Richardson, Laura A. (2016). Weights: An exploration of university exercise science students’ views of obesity. Doctoral dissertation (Curricular and Instructional Studies), University of Akron.

Abstract: The prevalence of obesity stigmatization and discrimination is powerful, socially acceptable and widely under-explored. It has been well documented over the past two decades that people of size are targets of discrimination. With the escalating trend of obesity and vast documentation of weightism, future exercise professionals will treat and assist many patients of size. This study investigated the views of students towards obesity and weight management treatments in a first year Exercise Science course. Q methodology was chosen as a method to explore and measure students’ subjectivity. Measuring subjectivity can be difficult to quantify especially when addressing sensitive material such as negative or discriminatory perspectives. The statement of the problem consists of a two-fold agenda exploring students’ views and implementing Q methodology as a needs assessment to identify areas of obesity education that may be considered for potential modifications within Exercise Science curricula. This study aims to empirically assess differing views and report first-year university students’ perspectives of obesity, within an introductory exercise science course, as a starting point to determine if additional educational strategies should be implemented within the undergraduate exercise science curricula. Providing a robust education for preprofessional students is critical and in the process, it is a priority to help minimize possible obesity bias and discrimination. Understanding and evaluating students’ views towards course content material promptly during the undergraduate studies may significantly facilitate threading awareness and exposure of weightism early and continuously throughout the undergraduate program. It is essential for students (preprofessional) to be educated regarding extensive issues of obesity care while being sensitive to treatment options. Identifying discriminatory or unconscious bias among students is the first step. Subsequently, developing mechanisms and strategies for educators to increase bias awareness for obesity acceptance must follow.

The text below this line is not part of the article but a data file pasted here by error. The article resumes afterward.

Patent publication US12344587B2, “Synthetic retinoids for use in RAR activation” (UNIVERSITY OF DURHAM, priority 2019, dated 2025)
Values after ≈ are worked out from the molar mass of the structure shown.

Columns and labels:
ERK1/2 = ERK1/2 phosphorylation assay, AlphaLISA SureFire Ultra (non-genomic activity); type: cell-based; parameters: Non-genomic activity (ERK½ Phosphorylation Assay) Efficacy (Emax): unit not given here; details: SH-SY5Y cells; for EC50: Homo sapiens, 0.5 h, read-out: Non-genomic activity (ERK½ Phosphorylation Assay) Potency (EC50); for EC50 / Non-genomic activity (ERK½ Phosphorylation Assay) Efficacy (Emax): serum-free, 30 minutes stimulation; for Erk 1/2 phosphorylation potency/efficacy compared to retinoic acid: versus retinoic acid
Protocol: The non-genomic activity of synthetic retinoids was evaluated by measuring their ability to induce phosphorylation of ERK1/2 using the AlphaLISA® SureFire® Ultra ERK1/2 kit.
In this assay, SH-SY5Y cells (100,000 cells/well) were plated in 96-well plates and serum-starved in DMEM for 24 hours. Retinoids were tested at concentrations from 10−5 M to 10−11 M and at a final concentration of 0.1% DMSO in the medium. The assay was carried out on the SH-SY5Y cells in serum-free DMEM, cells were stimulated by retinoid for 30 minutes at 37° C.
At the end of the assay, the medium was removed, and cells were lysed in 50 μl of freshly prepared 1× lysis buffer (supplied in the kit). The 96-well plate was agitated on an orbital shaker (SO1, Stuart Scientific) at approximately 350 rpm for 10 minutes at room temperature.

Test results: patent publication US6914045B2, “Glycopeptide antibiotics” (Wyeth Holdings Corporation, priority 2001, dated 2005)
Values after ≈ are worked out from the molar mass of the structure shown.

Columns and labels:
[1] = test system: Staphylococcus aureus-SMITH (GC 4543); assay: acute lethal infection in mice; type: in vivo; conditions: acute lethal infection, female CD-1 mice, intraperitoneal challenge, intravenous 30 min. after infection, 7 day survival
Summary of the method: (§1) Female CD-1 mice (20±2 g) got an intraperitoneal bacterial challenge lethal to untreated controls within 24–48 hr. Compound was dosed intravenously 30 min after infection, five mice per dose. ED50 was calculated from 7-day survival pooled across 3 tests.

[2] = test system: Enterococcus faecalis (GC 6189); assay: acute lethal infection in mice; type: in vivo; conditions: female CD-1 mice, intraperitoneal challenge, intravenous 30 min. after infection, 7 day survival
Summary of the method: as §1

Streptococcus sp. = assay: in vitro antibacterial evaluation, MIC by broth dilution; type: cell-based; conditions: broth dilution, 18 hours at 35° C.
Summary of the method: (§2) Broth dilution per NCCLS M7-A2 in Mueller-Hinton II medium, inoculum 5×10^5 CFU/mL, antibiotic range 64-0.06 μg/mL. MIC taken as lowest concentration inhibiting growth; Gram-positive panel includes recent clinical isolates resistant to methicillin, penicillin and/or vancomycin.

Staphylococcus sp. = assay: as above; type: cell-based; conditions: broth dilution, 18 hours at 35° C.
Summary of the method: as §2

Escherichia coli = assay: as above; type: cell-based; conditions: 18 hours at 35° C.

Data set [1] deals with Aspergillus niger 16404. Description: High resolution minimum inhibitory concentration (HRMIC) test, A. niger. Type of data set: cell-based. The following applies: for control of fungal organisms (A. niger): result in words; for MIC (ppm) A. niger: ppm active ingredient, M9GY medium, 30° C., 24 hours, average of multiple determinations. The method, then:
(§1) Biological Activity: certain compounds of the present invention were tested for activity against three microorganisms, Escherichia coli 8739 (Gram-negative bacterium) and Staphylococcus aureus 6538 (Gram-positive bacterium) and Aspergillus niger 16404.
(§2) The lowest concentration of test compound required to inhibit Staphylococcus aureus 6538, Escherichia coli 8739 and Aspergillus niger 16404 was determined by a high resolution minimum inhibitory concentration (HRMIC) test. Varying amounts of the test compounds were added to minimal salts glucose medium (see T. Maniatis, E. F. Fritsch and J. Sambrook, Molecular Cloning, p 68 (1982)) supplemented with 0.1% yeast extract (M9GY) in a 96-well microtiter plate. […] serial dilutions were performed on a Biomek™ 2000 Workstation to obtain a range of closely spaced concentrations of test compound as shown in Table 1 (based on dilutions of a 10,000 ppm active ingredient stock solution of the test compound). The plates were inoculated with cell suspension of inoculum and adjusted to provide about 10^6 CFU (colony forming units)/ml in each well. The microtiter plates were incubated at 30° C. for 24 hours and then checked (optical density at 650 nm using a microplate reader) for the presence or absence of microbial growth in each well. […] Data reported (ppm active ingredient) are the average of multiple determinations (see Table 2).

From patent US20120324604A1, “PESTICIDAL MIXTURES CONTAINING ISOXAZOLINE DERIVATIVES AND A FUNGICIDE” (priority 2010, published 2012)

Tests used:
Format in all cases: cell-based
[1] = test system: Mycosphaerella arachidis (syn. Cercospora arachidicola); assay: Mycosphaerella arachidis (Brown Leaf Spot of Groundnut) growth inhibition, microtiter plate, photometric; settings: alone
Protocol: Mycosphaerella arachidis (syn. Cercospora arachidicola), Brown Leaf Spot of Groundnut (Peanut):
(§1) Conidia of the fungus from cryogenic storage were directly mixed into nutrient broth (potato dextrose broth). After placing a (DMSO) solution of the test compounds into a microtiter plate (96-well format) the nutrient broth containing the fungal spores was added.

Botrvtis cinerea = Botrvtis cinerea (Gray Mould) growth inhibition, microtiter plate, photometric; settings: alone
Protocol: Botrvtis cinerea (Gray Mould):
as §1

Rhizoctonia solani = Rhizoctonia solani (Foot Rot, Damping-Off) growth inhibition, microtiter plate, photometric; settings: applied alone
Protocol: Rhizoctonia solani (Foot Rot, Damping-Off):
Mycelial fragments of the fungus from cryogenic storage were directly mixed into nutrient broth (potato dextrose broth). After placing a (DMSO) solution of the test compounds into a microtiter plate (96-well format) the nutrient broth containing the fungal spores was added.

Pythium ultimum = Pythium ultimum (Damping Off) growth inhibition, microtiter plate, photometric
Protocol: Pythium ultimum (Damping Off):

The focus on students’ subjective perspectives related to obesity has received unduly scarce attention in previous studies. This lack of attention may be partially caused by difficulties in measuring subjectivity. This current study addressed the challenge by developing an analytical approach using a robust concourse that increased the precision of exploring views. This study revealed first-year university students’ views of obesity and demonstrated how Q methodology can be used as a needs assessment tool in Exercise Science undergraduate program.

Laura A Richardson <laura2> is currently visiting instructor of Sports Science and Wellness Education at the University of Akron. An article related to her dissertation appears in Advances in Physiology Education, 2015, 39(2), 43-48, available at http://advan.physiology.org/content/39/2/43.

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